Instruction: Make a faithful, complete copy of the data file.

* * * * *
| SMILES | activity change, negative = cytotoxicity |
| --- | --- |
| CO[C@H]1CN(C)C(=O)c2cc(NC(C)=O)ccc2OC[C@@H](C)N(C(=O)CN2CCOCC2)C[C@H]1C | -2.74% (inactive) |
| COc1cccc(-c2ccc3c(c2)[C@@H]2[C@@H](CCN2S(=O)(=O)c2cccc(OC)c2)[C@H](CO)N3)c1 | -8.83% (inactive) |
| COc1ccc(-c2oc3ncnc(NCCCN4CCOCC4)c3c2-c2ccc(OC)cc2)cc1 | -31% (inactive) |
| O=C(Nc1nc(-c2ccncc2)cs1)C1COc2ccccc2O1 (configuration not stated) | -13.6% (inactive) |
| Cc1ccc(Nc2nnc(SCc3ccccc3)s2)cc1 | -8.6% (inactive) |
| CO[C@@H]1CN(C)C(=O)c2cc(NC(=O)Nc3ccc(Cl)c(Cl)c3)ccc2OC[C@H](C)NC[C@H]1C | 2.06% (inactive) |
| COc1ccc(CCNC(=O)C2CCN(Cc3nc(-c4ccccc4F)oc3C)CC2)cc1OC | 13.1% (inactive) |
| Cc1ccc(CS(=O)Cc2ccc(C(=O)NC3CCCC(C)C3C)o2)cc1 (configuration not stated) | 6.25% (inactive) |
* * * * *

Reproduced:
| SMILES | activity change, negative = cytotoxicity |
| --- | --- |
| CO[C@H]1CN(C)C(=O)c2cc(NC(C)=O)ccc2OC[C@@H](C)N(C(=O)CN2CCOCC2)C[C@H]1C | -2.74% (inactive) |
| COc1cccc(-c2ccc3c(c2)[C@@H]2[C@@H](CCN2S(=O)(=O)c2cccc(OC)c2)[C@H](CO)N3)c1 | -8.83% (inactive) |
| COc1ccc(-c2oc3ncnc(NCCCN4CCOCC4)c3c2-c2ccc(OC)cc2)cc1 | -31% (inactive) |
| O=C(Nc1nc(-c2ccncc2)cs1)C1COc2ccccc2O1 (configuration not stated) | -13.6% (inactive) |
| Cc1ccc(Nc2nnc(SCc3ccccc3)s2)cc1 | -8.6% (inactive) |
| CO[C@@H]1CN(C)C(=O)c2cc(NC(=O)Nc3ccc(Cl)c(Cl)c3)ccc2OC[C@H](C)NC[C@H]1C | 2.06% (inactive) |
| COc1ccc(CCNC(=O)C2CCN(Cc3nc(-c4ccccc4F)oc3C)CC2)cc1OC | 13.1% (inactive) |
| Cc1ccc(CS(=O)Cc2ccc(C(=O)NC3CCCC(C)C3C)o2)cc1 (configuration not stated) | 6.25% (inactive) |